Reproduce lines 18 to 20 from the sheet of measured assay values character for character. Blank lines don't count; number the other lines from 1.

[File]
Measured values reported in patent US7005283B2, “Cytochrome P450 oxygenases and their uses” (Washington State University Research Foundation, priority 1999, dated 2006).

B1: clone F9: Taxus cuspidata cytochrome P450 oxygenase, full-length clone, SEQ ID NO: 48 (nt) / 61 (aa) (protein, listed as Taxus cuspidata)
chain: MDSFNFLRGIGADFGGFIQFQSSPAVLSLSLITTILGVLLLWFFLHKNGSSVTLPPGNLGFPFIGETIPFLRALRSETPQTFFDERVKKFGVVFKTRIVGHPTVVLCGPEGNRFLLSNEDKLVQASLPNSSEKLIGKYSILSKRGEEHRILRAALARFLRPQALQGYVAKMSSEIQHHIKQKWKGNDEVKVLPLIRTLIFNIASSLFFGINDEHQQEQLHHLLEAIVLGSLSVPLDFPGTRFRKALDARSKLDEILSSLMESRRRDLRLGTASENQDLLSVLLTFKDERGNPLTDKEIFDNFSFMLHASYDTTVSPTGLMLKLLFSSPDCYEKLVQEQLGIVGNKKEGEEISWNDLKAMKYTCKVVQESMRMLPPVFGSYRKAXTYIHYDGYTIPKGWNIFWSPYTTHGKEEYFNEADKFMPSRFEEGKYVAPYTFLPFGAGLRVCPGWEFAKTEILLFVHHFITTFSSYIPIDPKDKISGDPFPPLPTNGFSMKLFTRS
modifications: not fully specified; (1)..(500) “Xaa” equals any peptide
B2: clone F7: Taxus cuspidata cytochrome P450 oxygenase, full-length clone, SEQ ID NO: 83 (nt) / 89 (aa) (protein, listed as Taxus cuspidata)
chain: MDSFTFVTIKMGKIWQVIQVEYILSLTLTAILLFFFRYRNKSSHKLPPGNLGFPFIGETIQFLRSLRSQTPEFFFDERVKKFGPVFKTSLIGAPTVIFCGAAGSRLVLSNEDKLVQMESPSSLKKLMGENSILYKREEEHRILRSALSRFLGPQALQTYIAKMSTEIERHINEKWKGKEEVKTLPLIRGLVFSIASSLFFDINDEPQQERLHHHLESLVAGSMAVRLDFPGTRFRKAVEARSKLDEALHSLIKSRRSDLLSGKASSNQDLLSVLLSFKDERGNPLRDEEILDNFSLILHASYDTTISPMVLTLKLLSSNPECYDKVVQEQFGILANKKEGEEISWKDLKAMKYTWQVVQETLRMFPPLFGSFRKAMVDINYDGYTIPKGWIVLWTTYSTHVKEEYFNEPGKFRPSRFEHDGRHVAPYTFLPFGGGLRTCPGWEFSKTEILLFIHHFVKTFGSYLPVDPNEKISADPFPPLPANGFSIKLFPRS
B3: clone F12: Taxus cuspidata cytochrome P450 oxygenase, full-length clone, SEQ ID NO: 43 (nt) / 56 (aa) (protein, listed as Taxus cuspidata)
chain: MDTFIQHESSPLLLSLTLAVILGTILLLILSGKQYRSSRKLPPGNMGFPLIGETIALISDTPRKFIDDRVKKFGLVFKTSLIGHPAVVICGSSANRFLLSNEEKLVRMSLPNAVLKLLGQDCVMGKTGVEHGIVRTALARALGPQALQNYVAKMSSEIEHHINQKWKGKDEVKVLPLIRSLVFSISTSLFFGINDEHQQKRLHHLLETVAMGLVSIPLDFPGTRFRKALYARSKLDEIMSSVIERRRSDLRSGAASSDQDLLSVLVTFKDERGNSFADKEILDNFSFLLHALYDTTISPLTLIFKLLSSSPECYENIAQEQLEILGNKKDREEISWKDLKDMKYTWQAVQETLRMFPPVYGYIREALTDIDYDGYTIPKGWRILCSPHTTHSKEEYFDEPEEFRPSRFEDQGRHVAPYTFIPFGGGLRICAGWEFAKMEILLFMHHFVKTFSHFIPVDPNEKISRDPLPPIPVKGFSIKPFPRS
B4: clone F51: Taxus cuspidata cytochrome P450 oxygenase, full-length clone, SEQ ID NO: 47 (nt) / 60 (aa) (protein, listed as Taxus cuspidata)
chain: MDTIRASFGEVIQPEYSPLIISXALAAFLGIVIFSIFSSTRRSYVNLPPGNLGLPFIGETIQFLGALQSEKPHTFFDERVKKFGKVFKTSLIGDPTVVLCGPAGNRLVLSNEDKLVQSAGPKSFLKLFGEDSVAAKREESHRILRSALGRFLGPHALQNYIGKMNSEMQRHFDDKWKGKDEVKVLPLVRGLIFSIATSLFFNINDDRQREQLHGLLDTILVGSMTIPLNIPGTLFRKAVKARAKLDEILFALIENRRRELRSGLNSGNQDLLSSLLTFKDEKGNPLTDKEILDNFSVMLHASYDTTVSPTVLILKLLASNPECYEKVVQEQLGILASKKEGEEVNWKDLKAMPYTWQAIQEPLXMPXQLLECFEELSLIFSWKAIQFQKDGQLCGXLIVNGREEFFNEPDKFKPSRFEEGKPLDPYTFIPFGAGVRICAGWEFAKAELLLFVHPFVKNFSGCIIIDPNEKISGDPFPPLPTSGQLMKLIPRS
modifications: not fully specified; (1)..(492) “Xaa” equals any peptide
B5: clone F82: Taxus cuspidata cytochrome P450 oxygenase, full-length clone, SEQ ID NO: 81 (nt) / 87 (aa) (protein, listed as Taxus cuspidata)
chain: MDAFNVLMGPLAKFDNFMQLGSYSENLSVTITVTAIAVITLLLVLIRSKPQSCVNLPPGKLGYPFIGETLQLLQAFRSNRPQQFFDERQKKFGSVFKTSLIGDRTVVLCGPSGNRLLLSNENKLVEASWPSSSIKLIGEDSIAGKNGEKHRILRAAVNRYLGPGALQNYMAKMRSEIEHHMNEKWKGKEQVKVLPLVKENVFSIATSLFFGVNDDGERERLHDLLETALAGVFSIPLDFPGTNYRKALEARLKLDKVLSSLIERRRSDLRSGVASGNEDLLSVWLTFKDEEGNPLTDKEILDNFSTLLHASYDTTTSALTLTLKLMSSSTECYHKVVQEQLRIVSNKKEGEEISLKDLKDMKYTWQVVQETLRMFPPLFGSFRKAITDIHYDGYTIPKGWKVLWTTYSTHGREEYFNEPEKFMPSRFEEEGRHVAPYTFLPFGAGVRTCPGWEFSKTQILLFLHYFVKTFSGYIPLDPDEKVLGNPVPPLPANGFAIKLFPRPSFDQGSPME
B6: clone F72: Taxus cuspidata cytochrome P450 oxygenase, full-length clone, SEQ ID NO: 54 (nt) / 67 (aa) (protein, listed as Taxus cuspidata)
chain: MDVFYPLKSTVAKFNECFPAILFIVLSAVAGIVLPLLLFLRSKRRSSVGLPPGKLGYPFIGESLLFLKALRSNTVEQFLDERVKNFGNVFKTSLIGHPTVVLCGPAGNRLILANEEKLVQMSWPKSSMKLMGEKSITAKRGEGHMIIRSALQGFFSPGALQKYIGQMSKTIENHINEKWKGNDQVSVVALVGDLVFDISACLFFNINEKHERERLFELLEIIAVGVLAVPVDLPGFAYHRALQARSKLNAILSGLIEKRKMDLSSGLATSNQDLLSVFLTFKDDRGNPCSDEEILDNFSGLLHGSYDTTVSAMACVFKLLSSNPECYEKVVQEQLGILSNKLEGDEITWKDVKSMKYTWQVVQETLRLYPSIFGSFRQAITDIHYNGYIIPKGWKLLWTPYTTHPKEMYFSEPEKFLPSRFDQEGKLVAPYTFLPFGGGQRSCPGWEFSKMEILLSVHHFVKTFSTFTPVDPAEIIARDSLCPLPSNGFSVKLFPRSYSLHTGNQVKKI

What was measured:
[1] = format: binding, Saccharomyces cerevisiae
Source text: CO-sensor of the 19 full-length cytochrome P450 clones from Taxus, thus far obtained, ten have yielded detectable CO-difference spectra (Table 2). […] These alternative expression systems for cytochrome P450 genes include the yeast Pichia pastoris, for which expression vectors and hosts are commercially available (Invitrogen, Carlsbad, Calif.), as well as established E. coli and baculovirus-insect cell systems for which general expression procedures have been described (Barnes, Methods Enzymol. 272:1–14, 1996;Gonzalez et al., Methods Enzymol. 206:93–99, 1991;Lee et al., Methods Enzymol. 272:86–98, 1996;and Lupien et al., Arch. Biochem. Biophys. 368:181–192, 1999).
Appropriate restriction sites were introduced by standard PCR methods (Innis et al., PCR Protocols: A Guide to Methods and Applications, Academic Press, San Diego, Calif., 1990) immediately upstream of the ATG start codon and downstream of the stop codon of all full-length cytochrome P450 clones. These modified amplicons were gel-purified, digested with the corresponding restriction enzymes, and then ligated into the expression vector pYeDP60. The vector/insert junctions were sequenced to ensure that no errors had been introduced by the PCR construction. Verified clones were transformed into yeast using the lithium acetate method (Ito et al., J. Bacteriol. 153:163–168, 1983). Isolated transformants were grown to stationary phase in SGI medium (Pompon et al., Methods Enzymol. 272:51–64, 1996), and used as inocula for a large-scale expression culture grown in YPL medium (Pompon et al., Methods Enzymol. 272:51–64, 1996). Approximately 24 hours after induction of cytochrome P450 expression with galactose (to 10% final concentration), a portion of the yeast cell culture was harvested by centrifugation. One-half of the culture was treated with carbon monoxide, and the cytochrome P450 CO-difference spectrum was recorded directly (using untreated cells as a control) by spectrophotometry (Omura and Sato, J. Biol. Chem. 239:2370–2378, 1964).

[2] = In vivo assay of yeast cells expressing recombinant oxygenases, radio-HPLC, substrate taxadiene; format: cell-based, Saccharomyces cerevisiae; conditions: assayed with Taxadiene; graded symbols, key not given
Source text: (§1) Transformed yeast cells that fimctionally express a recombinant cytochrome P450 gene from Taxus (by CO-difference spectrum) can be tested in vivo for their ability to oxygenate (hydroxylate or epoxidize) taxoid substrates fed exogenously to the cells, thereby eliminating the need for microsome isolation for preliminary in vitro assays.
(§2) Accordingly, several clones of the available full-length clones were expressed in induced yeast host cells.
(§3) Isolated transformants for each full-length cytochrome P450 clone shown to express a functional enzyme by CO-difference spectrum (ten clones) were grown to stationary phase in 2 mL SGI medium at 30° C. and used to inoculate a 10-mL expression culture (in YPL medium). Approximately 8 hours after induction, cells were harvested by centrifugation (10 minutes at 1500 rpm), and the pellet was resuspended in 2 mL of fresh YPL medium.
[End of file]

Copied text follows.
Source text: CO-sensor of the 19 full-length cytochrome P450 clones from Taxus, thus far obtained, ten have yielded detectable CO-difference spectra (Table 2). […] These alternative expression systems for cytochrome P450 genes include the yeast Pichia pastoris, for which expression vectors and hosts are commercially available (Invitrogen, Carlsbad, Calif.), as well as established E. coli and baculovirus-insect cell systems for which general expression procedures have been described (Barnes, Methods Enzymol. 272:1–14, 1996;Gonzalez et al., Methods Enzymol. 206:93–99, 1991;Lee et al., Methods Enzymol. 272:86–98, 1996;and Lupien et al., Arch. Biochem. Biophys. 368:181–192, 1999).
Appropriate restriction sites were introduced by standard PCR methods (Innis et al., PCR Protocols: A Guide to Methods and Applications, Academic Press, San Diego, Calif., 1990) immediately upstream of the ATG start codon and downstream of the stop codon of all full-length cytochrome P450 clones. These modified amplicons were gel-purified, digested with the corresponding restriction enzymes, and then ligated into the expression vector pYeDP60. The vector/insert junctions were sequenced to ensure that no errors had been introduced by the PCR construction. Verified clones were transformed into yeast using the lithium acetate method (Ito et al., J. Bacteriol. 153:163–168, 1983). Isolated transformants were grown to stationary phase in SGI medium (Pompon et al., Methods Enzymol. 272:51–64, 1996), and used as inocula for a large-scale expression culture grown in YPL medium (Pompon et al., Methods Enzymol. 272:51–64, 1996). Approximately 24 hours after induction of cytochrome P450 expression with galactose (to 10% final concentration), a portion of the yeast cell culture was harvested by centrifugation. One-half of the culture was treated with carbon monoxide, and the cytochrome P450 CO-difference spectrum was recorded directly (using untreated cells as a control) by spectrophotometry (Omura and Sato, J. Biol. Chem. 239:2370–2378, 1964).

[2] = In vivo assay of yeast cells expressing recombinant oxygenases, radio-HPLC, substrate taxadiene; format: cell-based, Saccharomyces cerevisiae; conditions: assayed with Taxadiene; graded symbols, key not given